Little did I know, that fateful Wisconsin highway intersection was only 25 miles away. ‘Do you realize your dad’s intersection is only 25 miles away?’ Trent asked on our drive. ‘Are you kidding me?’ I responded as I was flooded with so many emotions. Could I break my vow to NEVER enter the evil state of Wisconsin? I was so close, could I really go home without seeing the place where my life changed forever? My stomach was in knots, and I couldn’t decide if I wanted to go. I needed a little time to digest how close I was to that very spot.
After lunch and a little shopping, I decided I had to do it. We got in the car, and I put directions into the Piggly Wiggly. I had decided to go for it, but I couldn’t go to the spot of his death without a red rose for my Dad!! I just so happened to have one of Davis Truck Lines’ business cards in my car, so I used part of a disposable mask to attach the card to my beautiful red rose. We made our way towards Darlington, Wisconsin.
Each mile that passed, my heart pounded a little bit harder and faster. And, then we were there…the intersection. It looked different than I imagined. It wasn’t an evil, scary place, it was just a country highway with a cheese mart. By then, I was sweating, and my heart was racing. I couldn’t believe I was there! Trent parked at the cheese mart, and we went in. He asked the lady working if she had been in the area for a while and explained this was where I lost my dad almost 35 years ago. She knew!! She remembered it, but she told us ‘Paul’ would know more, and she was going to call him.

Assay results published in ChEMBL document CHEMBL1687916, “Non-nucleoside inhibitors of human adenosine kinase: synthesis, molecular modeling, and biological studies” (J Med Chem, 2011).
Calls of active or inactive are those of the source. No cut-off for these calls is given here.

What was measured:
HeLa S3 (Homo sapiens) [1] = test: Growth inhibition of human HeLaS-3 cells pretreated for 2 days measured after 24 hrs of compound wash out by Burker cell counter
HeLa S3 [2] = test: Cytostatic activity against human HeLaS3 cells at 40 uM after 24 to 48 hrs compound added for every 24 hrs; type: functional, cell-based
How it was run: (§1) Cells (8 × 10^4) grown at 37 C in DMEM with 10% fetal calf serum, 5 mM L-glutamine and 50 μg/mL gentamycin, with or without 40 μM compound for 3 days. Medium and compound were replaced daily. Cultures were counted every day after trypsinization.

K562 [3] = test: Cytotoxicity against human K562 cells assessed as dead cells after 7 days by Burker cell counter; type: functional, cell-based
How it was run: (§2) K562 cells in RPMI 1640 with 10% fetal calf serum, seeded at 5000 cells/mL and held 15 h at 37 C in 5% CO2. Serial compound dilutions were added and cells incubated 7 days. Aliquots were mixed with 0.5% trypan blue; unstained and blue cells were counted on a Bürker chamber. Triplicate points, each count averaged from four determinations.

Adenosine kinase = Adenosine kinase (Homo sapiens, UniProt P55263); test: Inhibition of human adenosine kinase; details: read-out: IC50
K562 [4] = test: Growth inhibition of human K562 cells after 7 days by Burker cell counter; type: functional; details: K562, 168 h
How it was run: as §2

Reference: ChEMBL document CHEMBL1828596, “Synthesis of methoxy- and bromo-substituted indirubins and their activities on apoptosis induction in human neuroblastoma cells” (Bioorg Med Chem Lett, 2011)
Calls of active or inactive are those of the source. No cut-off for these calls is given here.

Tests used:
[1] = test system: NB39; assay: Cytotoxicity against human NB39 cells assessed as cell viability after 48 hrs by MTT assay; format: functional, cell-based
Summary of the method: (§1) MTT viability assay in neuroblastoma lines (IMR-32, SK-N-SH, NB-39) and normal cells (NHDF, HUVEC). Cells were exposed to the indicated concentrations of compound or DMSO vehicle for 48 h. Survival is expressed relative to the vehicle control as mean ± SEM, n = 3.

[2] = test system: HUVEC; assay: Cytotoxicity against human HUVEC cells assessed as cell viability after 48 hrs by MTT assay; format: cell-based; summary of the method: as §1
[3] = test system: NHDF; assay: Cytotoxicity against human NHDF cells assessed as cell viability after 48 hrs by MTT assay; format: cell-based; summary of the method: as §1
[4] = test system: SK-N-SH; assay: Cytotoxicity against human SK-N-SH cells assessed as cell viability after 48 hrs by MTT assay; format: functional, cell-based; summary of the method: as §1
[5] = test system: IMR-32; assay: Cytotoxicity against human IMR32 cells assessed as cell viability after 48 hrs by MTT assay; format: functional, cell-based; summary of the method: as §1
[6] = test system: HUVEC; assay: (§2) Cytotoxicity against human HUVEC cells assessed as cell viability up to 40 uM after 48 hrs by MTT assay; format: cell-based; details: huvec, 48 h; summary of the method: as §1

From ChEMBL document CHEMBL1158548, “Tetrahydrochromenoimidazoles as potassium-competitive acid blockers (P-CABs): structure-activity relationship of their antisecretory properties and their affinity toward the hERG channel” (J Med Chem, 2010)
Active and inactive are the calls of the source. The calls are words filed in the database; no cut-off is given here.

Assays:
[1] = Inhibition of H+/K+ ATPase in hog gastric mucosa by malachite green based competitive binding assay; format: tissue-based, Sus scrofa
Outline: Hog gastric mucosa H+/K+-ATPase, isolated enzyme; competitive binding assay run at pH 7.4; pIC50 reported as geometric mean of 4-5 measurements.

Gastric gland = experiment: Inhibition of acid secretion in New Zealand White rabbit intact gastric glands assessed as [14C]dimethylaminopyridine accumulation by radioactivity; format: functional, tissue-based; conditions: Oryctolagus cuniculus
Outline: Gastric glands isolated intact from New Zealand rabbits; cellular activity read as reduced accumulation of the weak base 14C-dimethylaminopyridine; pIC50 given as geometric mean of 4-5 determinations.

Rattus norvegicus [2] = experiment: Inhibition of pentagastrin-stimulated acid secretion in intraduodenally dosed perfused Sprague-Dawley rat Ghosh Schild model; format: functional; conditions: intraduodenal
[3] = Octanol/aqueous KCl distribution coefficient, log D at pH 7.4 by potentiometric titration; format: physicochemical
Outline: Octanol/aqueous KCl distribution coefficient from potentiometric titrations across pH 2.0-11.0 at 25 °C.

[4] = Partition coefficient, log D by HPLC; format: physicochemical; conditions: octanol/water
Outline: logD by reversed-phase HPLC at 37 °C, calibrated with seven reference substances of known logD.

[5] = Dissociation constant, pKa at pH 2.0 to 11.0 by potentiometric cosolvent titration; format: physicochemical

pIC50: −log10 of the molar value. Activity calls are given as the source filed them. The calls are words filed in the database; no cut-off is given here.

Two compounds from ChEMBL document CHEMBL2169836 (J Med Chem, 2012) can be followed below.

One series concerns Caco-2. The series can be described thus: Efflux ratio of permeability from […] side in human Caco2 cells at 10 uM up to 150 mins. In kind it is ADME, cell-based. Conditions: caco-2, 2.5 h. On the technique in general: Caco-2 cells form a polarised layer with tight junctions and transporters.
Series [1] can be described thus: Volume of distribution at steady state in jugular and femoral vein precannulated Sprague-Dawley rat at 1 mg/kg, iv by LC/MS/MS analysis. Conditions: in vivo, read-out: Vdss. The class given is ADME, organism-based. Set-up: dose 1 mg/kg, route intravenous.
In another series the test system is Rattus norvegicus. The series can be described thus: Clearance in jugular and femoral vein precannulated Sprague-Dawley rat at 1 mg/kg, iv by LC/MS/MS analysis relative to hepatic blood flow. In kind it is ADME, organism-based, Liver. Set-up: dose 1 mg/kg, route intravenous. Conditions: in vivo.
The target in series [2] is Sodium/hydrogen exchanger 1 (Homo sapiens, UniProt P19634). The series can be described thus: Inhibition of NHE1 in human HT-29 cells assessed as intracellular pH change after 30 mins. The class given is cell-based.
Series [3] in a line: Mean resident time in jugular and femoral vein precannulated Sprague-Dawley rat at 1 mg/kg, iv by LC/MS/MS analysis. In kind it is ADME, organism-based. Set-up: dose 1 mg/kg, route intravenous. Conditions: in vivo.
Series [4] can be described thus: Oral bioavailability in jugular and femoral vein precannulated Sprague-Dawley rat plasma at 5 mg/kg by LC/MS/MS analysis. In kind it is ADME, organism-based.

I stood in that little shop trembling with tears in my eyes. Then came the waterworks. I was certain my heart was going to pound right out of my chest. It hit me HARD. Then, the lady handed the phone to Trent. He talked to Paul a bit, then urged me to talk to him too. Paul lived on that corner years ago, Paul was the one to call in the accident, Paul was the first one to arrive on the scene, Paul was the man who stayed with my dad and held his hand. It was Paul who was on the last page of my dad’s story.